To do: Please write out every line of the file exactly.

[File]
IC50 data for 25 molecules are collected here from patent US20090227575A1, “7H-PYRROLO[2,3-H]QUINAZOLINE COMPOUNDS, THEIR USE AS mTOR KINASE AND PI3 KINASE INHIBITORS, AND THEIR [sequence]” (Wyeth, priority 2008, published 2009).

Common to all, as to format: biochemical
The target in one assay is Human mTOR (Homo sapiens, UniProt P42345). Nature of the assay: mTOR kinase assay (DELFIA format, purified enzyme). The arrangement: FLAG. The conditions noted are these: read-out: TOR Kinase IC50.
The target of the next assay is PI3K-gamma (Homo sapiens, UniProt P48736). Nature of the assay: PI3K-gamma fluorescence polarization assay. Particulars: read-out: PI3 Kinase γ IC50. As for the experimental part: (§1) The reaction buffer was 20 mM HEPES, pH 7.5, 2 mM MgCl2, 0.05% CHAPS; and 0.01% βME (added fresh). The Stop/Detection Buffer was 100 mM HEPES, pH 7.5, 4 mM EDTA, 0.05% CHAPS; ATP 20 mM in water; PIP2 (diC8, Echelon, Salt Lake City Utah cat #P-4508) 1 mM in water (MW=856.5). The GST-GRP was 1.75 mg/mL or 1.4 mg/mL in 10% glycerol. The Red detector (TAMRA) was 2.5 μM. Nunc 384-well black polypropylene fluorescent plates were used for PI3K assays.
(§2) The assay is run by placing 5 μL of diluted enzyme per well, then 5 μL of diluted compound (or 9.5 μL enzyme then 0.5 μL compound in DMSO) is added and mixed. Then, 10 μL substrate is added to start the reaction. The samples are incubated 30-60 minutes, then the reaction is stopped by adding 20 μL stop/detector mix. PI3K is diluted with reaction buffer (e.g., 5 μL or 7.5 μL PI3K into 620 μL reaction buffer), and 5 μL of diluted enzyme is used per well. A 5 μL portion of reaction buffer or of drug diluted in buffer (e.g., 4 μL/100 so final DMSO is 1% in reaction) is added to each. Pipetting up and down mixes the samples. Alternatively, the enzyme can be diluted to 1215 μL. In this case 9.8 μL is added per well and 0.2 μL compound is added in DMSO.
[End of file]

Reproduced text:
IC50 data for 25 molecules are collected here from patent US20090227575A1, “7H-PYRROLO[2,3-H]QUINAZOLINE COMPOUNDS, THEIR USE AS mTOR KINASE AND PI3 KINASE INHIBITORS, AND THEIR [sequence]” (Wyeth, priority 2008, published 2009).

Common to all, as to format: biochemical
The target in one assay is Human mTOR (Homo sapiens, UniProt P42345). Nature of the assay: mTOR kinase assay (DELFIA format, purified enzyme). The arrangement: FLAG. The conditions noted are these: read-out: TOR Kinase IC50.
The target of the next assay is PI3K-gamma (Homo sapiens, UniProt P48736). Nature of the assay: PI3K-gamma fluorescence polarization assay. Particulars: read-out: PI3 Kinase γ IC50. As for the experimental part: (§1) The reaction buffer was 20 mM HEPES, pH 7.5, 2 mM MgCl2, 0.05% CHAPS; and 0.01% βME (added fresh). The Stop/Detection Buffer was 100 mM HEPES, pH 7.5, 4 mM EDTA, 0.05% CHAPS; ATP 20 mM in water; PIP2 (diC8, Echelon, Salt Lake City Utah cat #P-4508) 1 mM in water (MW=856.5). The GST-GRP was 1.75 mg/mL or 1.4 mg/mL in 10% glycerol. The Red detector (TAMRA) was 2.5 μM. Nunc 384-well black polypropylene fluorescent plates were used for PI3K assays.
(§2) The assay is run by placing 5 μL of diluted enzyme per well, then 5 μL of diluted compound (or 9.5 μL enzyme then 0.5 μL compound in DMSO) is added and mixed. Then, 10 μL substrate is added to start the reaction. The samples are incubated 30-60 minutes, then the reaction is stopped by adding 20 μL stop/detector mix. PI3K is diluted with reaction buffer (e.g., 5 μL or 7.5 μL PI3K into 620 μL reaction buffer), and 5 μL of diluted enzyme is used per well. A 5 μL portion of reaction buffer or of drug diluted in buffer (e.g., 4 μL/100 so final DMSO is 1% in reaction) is added to each. Pipetting up and down mixes the samples. Alternatively, the enzyme can be diluted to 1215 μL. In this case 9.8 μL is added per well and 0.2 μL compound is added in DMSO.